In another example, U.S. patent application Ser. No. 13/181,873 titled, "AUTOMATED PHARMACY SYSTEM FOR DISPENSING UNIT DOSES OF PHARMACEUTICALS AND THE LIKE filed Jul. 13, 2011 discloses, "a system for storing and dispensing discrete doses of pharmaceuticals includes: a housing with an internal cavity having a front wall with first and second windows; multiple storage locations positioned within the housing; and a carrier assembly positioned and movable within the housing. The carrier assembly is configured to receive a pharmaceutical dose package loaded into either the first or second window and convey the pharmaceutical dose package to one of the storage locations for storage therein, and is further configured to retrieve a pharmaceutical dose package from one of the storage locations and return the pharmaceutical dose package to the first or second window for dispensing therefrom." This is a pharmacy centric solution that also does not address the problems incident in hospitals noted above.

In another example, U.S. Pat. No. 5,361,907 titled BOX FOR STORING AMPULES that issued Nov. 8, 1994 discloses, "a new type of box for the packaging of ampoules or the like exhibits hollow walls (4 and 5) separated from each other having a triangular shaped cross-section, with lengthwise sidewalls (2 and 3) and a box bottom (1) which are so joined with one another that ampoules (10), or the like, which are stored, in a clamping fashion, in the cutouts of the hollow walls (4 and 5), due to their resilient support, do not come in contact with the bottom of the box (1) even under pressure from above. This construction has, furthermore, the advantage that both ends of the ampoules (10) are free and can easily be gripped with the fingers at these locations to be removed from the box." While this disclosure might satisfy the ability to safely store and transport multiple vials, it is lacking in many important functional aspects of the present invention.

In another example, U.S. Pat. No. 8,006,846 titled PORTABLE MEDICINE CASE that issued Aug. 30, 2011 discloses, "a portable carrying case . . . to hold medicine vials during travel, doctors' visits etc. The case includes an open topped box with a hinged lid and attachment means to secure the lid to the box. The case further includes a vial support platform, which may be the upper surface of the box, or a separate platform attachable to the box bottom wall. The platform has a plurality of spaced, parallel divider walls having lower edges attached to the support surface and upper edges. The divider walls have aligned left holes and aligned right holes. An elastic cord is slidable through aligned holes to cord ends outside an end divider wall. A cord lock is used to adjust the length of the cord. The support surface, walls and cord form a plurality of adjustable vial receiving compartments, with the force on each vial being equal regardless of differences in vial sizes." Similarly, this disclosure might satisfy the ability to safely store and transport multiple vials, it is lacking in many important functional aspects of the present invention.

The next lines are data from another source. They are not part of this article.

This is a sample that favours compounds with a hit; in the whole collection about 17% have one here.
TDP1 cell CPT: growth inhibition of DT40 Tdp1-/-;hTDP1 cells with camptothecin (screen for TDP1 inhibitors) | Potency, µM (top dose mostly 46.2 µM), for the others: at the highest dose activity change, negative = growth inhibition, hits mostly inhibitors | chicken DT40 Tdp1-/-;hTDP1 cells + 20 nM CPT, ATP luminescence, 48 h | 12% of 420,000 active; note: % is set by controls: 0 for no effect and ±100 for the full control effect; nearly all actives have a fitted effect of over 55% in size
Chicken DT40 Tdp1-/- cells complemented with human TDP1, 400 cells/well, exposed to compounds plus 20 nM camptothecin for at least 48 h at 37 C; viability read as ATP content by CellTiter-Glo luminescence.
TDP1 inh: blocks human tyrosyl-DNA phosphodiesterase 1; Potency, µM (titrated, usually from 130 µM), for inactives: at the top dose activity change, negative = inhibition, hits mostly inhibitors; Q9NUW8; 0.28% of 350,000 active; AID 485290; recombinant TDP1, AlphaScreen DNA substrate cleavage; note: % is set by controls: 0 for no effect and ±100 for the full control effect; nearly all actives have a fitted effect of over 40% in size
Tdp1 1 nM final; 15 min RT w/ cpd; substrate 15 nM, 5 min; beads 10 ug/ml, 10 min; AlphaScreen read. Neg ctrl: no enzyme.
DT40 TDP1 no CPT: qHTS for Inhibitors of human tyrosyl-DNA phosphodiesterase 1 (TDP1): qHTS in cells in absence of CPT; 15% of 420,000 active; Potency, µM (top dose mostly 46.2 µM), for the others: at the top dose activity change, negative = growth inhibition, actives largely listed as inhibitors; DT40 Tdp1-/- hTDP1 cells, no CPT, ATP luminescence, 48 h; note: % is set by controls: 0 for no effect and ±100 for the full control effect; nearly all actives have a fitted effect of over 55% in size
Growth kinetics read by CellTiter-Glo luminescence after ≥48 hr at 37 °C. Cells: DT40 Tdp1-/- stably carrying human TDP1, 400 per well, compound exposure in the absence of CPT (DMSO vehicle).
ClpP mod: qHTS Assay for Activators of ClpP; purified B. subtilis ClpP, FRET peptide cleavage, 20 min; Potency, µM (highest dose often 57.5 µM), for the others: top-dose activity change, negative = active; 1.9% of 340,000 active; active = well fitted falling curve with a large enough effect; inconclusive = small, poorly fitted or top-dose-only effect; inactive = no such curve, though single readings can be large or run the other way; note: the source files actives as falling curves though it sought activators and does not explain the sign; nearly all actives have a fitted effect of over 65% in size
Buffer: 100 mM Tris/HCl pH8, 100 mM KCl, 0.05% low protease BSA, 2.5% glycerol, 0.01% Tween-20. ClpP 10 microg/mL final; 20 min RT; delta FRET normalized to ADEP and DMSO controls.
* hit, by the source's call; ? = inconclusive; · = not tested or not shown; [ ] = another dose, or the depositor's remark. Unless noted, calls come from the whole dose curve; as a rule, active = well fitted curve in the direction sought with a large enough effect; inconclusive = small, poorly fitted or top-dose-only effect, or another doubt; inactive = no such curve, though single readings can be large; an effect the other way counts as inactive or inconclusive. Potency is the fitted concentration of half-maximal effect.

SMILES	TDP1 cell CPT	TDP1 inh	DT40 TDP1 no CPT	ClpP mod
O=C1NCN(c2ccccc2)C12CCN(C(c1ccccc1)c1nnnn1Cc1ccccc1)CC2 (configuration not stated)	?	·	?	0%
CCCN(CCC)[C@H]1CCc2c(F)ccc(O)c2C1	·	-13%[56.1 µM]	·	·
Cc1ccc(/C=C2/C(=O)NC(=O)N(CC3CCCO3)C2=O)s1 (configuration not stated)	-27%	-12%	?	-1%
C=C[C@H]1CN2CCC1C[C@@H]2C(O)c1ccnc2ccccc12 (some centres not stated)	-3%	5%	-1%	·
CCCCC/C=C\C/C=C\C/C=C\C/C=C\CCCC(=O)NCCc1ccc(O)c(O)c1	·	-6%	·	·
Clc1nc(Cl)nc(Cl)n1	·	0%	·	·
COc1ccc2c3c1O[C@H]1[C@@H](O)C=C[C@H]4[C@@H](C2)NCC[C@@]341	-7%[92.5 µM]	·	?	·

None of the foregoing references, alone or in combination, teach the salient and essential features of the instant invention. There remains, therefore an unmet need for a device that insures patient safety goals; has a more efficient system of dispensing medicines to patients; decreases the average number of medicine vials needed per patient; secures medications; and advances the goals of The Joint Commission regulations and standards regarding high alert medications by providing a transport storage container capable of securely delivering multiple medicine vials, especially multi-dose vials; exposing the identity of the medication, exposing the access port to the medication, exposing the expiration date of the medication and providing different medications in various specific orientations to minimize risk and increase efficiency. Additionally, bar coding access provides the means to track administration of medication to specific patients.